Tuesday, April 28, 2020

The Secret of the Old Clock or the Mysterious Case of the Nancy Drew Holy Grail

The Secret of the Old Clock or the 
Mysterious Case of the Nancy Drew Holy Grail
The Ghostwriter's Copy of Old Clock 
or How Nancy Drew Goes to Court and Gets Butchered

What do most Nancy Drew Collectors consider the "Holy Grail" of Nancy Drew collecting? Many consider a 1930 first printing of The Secret of the Old Clock with its original dust jacket to be that "Holy Grail." My journey to have a copy of Old Clock in original dust jacket took 20 years from when I officially started collecting. Along the way before getting mine, I got to see in person the "granddaddy" of them all - the copy owned by its original ghostwriter, Mildred Wirt Benson. So, it's time that I share my story of how I came to get mine and also see Millie's copy. And no, I didn't end up in an antique mall and stumble upon Old Clock for less than a dollar, though I certainly hoped that could happen. 

When I first began to seriously collect Nancy Drew books to add to my childhood hodge podge of various styles and formats and spinoffs, it was 1997. I'd recently gotten a computer - an old ACER from Best Buy, for those of you who remember those in the 1990s, and got on the big AOL - America Online. On the sloooooooooooow dial up Internet. Man do we have it easy today! It opened up quite a world of Nancy Drew collecting to me! Back at that time, and it seems like centuries ago when you think of how far tech has come since then, but there wasn't a lot of Nancy Drew stuff on the Internet at the time. Many of us who have been at it from that time or before, sort of paved the way with various websites, discussion groups and then onto social media. At the time I got on, there was just several sites and some that just focused on various series, not just Nancy Drew. I  began my Nancy Drew website around 2000 using the old AOL web pages at the time and then it soon morphed into what it is now. Before the Internet, collectors shared stories and traded and sold books in series book publications like Yellowback Library and through those would form groups who would get together for series book conventions.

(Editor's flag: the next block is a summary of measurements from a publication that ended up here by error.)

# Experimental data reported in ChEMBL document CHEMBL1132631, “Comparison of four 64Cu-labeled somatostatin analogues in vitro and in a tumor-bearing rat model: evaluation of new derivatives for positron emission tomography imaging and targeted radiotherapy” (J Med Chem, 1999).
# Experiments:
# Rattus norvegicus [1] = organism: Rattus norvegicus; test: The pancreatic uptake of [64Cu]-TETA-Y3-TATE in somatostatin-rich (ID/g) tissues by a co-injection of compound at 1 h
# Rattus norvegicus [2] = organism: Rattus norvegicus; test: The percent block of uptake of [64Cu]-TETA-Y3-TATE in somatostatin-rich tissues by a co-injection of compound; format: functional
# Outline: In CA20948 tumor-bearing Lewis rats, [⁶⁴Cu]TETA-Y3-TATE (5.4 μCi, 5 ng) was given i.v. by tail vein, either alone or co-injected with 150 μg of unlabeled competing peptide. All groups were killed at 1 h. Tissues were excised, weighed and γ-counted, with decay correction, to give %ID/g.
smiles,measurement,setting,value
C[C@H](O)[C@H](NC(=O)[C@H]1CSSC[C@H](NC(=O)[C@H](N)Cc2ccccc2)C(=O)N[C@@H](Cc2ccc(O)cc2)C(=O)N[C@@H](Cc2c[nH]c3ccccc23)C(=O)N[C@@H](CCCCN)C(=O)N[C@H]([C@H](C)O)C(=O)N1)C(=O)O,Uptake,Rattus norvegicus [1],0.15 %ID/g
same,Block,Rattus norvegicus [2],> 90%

There was one collector who I met first, who has remained a friend to this day and helped me get into collecting and so generously shared the ropes with me - and that was Gayle. I soon met her friend Vicki and then started making friends with others in the collecting community. Gayle told me all about eBay and boy was I hooked! Gayle and I started the Nancy Drew Sleuths discussion group which then soon morphed into the current Nancy Drew Sleuths fan group.

The brief history of how I got into this aside, I was on a quest to get a lot of vintage Nancy Drews because I only had stuff from the 1970s and beyond for the most part. One thing I kept hearing about was the first printing of Old Clock. How rare and scarce it was and there were only so many known copies. Collector Jennifer White has been keeping track at her series book blog and here's a link where you can check those out if you want to see how many have sold since the late 1990s. Mine is the 9th one to surface that she blogged about.

At the time I started collecting and up until around the early to mid-2000s, Old Clock was always known to sell for around $10,000 or more at auction. Then the values started coming down - economic issues were to blame, but also more were surfacing too. Many that have sold have had condition issues but after all, these are very vintage and that's the norm for a vintage book. Some sold were bought by resellers and then resold at eBay. Some sold were more pristine and minty.